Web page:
So #WWDC19 started yesterday and its keynote address introduced developers, press and the world to a wide array of new features (and a new fork of iOS called iPadOS). There were two announcements geared toward gaming: AR improvements and controller support for Apple Arcade.
In the AR space, the new developer kit for AR on iOS and iPadOS will include support for motion capture and something called “people occlusion:”
“AR content appears naturally in front of or behind people, enabling more immersive AR experiences and fun green-screen-like applications.”
Mojang did a demo of Minecraft Earth onstage where they showed the ability to zoom into a Minecraft world and essentially paste it onto your existing environment using AR mapping. The demo was performed on flat surfaces; no word if you can do this on uneven surfaces. Also unclear is the ability to traverse the world once zoomed in. They showed a developer peering down a hole, but not going down the stairs leading into the hole. I’m not entirely sold on this but I signed up for Minecraft Earth’s beta mode and I will be downloading iOS/iPadOS in July.
The other gaming feature announced was controller support for Xbox One S and PlayStation 4 DualShock gamepads. It is not specified whether this support is relegated to Apple Arcade, or is simply there for any iOS, iPadOS or macOS game that also offers controller support.
Either way, that’s huge – consumers won’t have to go out and purchase extra peripheries if they want to use a controller on their Apple products.
This is speculation, but: together with the announcement that iOS devices and iPads would be supporting USB peripheries, we might be able to choose whether we plug our controllers in or connect to them via Bluetooth.
No matter what, this opens the door pretty wide for what Apple products can do. (Oh and also there’s limited USB/Bluetooth mouse support via an accessibility feature in iOS 13 now, too)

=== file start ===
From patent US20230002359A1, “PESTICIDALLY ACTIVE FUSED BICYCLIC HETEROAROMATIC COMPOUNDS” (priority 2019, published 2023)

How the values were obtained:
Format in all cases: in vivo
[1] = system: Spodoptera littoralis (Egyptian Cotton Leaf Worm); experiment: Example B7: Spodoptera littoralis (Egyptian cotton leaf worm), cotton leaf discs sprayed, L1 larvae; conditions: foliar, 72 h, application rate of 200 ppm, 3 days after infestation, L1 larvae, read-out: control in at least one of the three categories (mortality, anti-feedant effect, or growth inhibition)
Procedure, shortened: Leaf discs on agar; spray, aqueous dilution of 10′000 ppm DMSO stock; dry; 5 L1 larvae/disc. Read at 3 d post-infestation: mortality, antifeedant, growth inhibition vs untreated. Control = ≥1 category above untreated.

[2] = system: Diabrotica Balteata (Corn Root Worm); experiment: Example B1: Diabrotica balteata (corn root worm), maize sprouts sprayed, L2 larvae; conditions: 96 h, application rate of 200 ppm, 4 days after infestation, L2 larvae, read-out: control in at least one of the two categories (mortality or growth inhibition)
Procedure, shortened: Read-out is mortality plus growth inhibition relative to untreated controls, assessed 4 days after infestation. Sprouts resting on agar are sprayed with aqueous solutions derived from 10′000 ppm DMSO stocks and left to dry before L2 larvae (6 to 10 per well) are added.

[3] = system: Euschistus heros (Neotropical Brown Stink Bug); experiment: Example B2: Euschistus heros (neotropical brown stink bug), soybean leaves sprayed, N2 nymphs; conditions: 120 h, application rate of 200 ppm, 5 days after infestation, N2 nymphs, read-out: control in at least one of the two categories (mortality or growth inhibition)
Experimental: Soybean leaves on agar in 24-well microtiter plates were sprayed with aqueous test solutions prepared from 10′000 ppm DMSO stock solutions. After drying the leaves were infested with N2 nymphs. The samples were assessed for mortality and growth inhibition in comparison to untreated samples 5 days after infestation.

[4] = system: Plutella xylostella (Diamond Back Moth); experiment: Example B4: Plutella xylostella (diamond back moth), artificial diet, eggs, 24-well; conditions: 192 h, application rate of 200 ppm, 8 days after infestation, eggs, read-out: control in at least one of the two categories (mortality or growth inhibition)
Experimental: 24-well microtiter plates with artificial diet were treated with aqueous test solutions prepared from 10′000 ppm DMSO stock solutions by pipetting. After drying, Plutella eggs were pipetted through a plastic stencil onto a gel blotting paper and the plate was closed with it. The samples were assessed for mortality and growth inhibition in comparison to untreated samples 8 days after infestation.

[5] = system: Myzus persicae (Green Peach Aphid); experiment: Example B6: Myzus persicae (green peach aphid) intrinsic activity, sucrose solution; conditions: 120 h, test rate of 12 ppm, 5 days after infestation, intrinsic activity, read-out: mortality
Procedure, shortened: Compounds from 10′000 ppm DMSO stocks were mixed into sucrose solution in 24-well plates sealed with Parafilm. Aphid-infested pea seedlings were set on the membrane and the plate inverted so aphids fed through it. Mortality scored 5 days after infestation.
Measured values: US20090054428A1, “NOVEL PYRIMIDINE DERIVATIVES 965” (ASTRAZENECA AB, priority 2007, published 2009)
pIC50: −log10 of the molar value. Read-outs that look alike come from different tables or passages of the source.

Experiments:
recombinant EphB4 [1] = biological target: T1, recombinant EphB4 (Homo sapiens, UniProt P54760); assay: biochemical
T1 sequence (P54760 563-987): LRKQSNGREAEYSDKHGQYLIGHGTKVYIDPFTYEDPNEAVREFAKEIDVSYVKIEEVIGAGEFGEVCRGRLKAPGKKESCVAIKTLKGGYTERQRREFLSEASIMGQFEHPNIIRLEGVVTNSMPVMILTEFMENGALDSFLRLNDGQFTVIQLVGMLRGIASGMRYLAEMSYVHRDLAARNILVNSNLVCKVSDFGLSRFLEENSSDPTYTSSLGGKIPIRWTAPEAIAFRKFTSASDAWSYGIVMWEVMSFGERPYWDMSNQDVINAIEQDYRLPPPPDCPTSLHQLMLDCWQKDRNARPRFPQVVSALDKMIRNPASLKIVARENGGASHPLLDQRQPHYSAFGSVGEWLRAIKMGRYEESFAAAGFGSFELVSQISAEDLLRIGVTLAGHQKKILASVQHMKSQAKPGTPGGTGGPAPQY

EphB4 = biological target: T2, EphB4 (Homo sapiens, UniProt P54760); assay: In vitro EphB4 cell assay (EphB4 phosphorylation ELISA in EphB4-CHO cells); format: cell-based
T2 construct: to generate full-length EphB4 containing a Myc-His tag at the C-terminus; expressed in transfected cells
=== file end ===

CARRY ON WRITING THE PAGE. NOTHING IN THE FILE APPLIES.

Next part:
As far as Apple Arcade is concerned, no word past what we already knew from March: over 100 games will be included in the subscription service, all games will be playable offline, and it will be available later this fall. Charitably that means September with new phone launch.
Conservative estimates might put Apple Arcade’s launch back even further, say October or even early November. Regardless, it’s clear why: a big part of Arcade’s existence likely hinges on Project Catalyst, formerly Marzipan.
Being able to take an existing iOS app and turn it into a macOS app classically wasn’t super easy. With Project Catalyst the process is greatly simplified. Xcode does most of the heavy lifting, with the caveat here being that only iPad apps will be able to make the transition.
That said, I would imagine this cuts down on the workload for developers somewhat: instead of having to have separate teams doing separate work in producing an app for tvOS, iOS and macOS separately, just have one team do one app for iOS and tvOS, then tweak the Mac app.
There’s more thoughts there, but mostly what I took away from the keynote this year was this: Apple is moving toward a unified theory of hardware, software and services. They want their products to be a singular Product, a little black box capable of doing literally anything.
In the future, Apple would like you to functionally be unable to tell the difference between the devices you’re using. Rather than think of all your products as separate and distinct, they want you to be able to go from iPad to MacBook and not even realize you changed devices.
In addition, Apple clearly would prefer if none of us use other devices or services. When your Apple Ecosystem is your planner, your exercise reminder, your game console, your entertainment system, and your literal digital fantasy world come to life, why would we need any others? That sounds… unsettling at best, and if you felt like that as well that’s totally fair. I would point out before too much shade is thrown at Apple that this is essentially what Google wants to do with Stadia, and maybe what Oculus wants to do with Quest. For the sake of narrow argument, all I’ll say is that I might prefer the ubiquitous black box of monotony to come from Apple than Google or Facebook/Oculus. Apple has a stronger existing hardware ecosystem, and there’s a much more robust culture of privacy at Big Fruit.
Where does that leave consoles? And what about storefronts like Steam and Epic Games? Well, we already know that Sony partnered with Microsoft to utilize Azure as its next-gen cloud service, but until E3 we’re not sure what that means for either company’s gaming divisions. Epic will still likely be the place for goofy exclusives, Steam will still likely be the place for absolutely asinine sales, so not much will change there. But it’s almost like everything will change at the same time.
Tomorrow: a look at #Destiny2 Season of Opulence, a piece on Outer Wilds and more.